Wednesday, December 29, 2010

The Fun Age, and a Power-Squabble

As Mason approaches 16 months, he’s hitting what I’ve always thought of as the “fun age.” For the next few months, he’ll be a constant source of hilarity as he explores, learns, and expands his vocabulary. Think of it as paying forward the Terrible Twos. He loves fruit, especially apples and oranges, and is equally happy to bite and spit out the skins of either one. He refers to both apples and oranges as “apple,” and it’s fun to hear him say it (sorry about the Flash trash):

Listen!

He’s also learning the whole toy-snatch thing from Moptop, who is well into her Terrible Twos, and we sometimes despair of her ever getting out of them. While she annoys him quite often, he has learned to reciprocate — he got into a rather unpleasant mode yesterday afternoon, and bounced a plastic block off her head, and now all he has to do is hold his hand behind his shoulder to get Moptop to cut loose with that ice-pick-in-the-ear shriek. But when she ’s cranky and sitting on M.A.E.’s lap, he’ll come over and wiggle his fingers at her feet and go “tick-tick-tick” (tickle). Now that’s funny.

The Boy and Snippet weren’t going too far through the afternoon, and (after a morning run to repair two chicken house furnaces) I found myself with a little time to start clearing off the bank out by the road. There’s still a fair amount of snow laying around, but I either had to work around the snow or not get any of it done. I made both more and less progress than I expected — I got most of the small junk cleared out, but the bigger logs were immobile and I decided to come back with the chainsaw later. I hacked the vines off the trees and will whop them back with rake and weed-eater in the next day or so.

As I was working, Mrs. Fetched drove up and placed me in the middle of one of her & The Boy's power-squabble games, an act that I deeply resent. “You need to go up to the house. They’re not to take Mason anywhere,” she said. I think she was mad because The Boy didn’t dedicate enough time to helping her with the chicken houses — but that should be between them, why drag me into it? But the orders were given and, in her mind, that meant they were to be carried out or it was my @$$. I hiked up to the house.

“We’re taking Mason to my dad’s,” said Snippet. “He doesn’t smoke or drink” — yeah right — “and he hasn’t seen Mason since he was like a few days old.”

“Mrs. Fetched said no,” I said. “That’s all I know.”

“Well, we’re taking him,” The Boy snapped. “He our son and that’s that.”

“I guess you don’t give a care that your mom will be all over my butt if you take him, huh?” He had nothing to say about that, but Snippet went off on a tangent.

“I’m tired of him calling you ‘Daddy’!” she snipped.

“I never asked him to. I think he’s trying to say ‘Granddad,’ because it comes out different than the ‘Daddy’ he uses for The Boy.”

That mollified her somewhat, but The Boy was unmoved. I told him to call Mrs. Fetched and wait until everyone reached an agreement, but of course she wasn’t answering her phone. She tends to be incommunicado when at the chicken houses… or any other time, for that matter. I grabbed my phone and stormed outside to deliver a blistering voice mail, then saw my car sitting there. Hm… I’ll just pull a fuse or something, I thought, and opened the door.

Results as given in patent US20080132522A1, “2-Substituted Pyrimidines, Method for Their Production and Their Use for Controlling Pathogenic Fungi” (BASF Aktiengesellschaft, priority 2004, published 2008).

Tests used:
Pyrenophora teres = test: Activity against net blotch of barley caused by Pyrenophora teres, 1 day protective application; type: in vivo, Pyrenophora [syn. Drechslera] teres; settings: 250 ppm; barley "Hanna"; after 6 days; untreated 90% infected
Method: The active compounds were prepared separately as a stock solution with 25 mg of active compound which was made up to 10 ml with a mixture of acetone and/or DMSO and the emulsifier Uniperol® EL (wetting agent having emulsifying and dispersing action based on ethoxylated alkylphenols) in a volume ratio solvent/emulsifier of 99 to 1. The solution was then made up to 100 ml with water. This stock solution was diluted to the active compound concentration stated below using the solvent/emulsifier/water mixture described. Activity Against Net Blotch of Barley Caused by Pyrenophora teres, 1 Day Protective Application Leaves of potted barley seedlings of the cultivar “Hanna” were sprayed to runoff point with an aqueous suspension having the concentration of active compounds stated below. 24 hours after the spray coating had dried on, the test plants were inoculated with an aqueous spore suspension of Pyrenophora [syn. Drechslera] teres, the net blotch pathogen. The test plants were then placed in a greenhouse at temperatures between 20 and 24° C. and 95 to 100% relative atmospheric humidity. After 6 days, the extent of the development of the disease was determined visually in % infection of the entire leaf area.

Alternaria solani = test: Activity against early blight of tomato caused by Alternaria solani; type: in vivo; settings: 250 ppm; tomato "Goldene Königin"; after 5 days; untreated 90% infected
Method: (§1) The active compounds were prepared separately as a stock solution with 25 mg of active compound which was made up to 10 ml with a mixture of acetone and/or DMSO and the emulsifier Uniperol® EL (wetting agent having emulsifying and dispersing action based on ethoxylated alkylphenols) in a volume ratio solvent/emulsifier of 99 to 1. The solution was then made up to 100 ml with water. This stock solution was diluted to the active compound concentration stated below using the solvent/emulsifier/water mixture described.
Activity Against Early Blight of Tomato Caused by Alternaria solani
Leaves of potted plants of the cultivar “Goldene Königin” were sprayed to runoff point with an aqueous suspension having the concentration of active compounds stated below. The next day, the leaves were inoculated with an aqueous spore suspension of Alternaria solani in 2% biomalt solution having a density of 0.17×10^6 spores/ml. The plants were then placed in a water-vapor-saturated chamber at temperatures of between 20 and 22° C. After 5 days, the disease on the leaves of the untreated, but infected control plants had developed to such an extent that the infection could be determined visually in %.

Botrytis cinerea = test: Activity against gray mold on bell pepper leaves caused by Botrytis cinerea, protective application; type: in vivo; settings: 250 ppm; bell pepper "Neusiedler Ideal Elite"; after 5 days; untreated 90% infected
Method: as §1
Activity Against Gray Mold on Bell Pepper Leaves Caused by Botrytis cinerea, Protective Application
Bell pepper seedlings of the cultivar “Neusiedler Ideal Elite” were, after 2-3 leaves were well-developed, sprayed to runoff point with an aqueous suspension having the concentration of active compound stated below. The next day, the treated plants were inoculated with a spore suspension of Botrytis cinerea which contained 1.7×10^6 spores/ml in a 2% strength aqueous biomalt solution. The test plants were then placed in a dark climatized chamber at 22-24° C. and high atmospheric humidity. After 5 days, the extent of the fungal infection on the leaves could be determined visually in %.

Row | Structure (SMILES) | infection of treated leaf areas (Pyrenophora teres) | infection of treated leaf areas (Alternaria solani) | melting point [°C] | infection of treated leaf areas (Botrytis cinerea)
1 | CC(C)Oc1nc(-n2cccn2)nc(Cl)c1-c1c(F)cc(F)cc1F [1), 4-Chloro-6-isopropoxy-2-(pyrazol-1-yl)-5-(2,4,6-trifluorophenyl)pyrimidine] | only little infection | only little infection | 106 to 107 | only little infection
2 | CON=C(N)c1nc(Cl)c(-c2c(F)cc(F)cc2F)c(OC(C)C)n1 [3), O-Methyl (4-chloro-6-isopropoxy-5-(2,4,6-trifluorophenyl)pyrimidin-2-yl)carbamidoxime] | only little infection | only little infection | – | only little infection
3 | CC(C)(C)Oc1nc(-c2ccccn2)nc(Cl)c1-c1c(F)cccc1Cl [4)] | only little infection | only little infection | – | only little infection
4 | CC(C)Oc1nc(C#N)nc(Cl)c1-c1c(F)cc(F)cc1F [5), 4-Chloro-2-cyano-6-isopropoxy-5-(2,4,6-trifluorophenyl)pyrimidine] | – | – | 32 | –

Bee-bee-beep. Bee-bee-beep.

The Boy had inadvertently left the “key” to the whole problem right there in the ignition. I pulled it out, pocketed it, then stashed it off my person. They bundled up Mason and assured me they would be back by 9 (yeah right), and out the door they went. A minute later, The Boy came back in and went upstairs. A couple more minutes later, he came down and Snippet came in with Mason.

“Where’s the key?”

“I don’t have it,” I said, which was technically the truth. I emptied my pockets for him. “Your mom might have come and got it.” Snippet bought this, but The Boy is a professional liar and could see an amateur at work.

“Fine,” he said at last. “We’ll leave Mason here if you give me the key.”

“I’ll help you look for it,” I said, and he left. I again pocketed the key, dropped it on the floor of the car, and “found” it for him. They left… and their idea of “by 9” is 11:30. Whatever. At least The Boy wasn’t drunk — he has done that before; he gets one screen a week and yesterday morning was his screen, so he’s clear until next week. I’ve seen him come home hammered and confident he won’t get caught. On the other hand, one more violation and he’s in the clink for 90 days; he just has to stay clean for six more weeks and he’s done.

One encouraging note: he told me, “after I get done with this,” and said something that wasn’t some variation of “I’m going to drink an entire 30-pack.” He needs to grow up, not bang heads with Mrs. Fetched, and they both need to leave me out of their power-trips.

4 comments:

  1. Yikes! Err, never a dull moment? :)

    Humans can sometimes take a really long time to grow up. Condolences.

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  2. Pretty much. The thing is, if they would just get over themselves & focus on raising their son, we wouldn't be having these disputes.

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  3. It's odd that they were willing to leave Mason *if* they could just get the car. Odd ... and a bit sad.

    Love the little key trick ;). Too funny!

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  4. Hi Wendy! Yeah, I guess Mason is a game chip sometimes. Not that Mrs. F is all that innocent in that regard. But if they would be there for him more often, these issues wouldn't come up.

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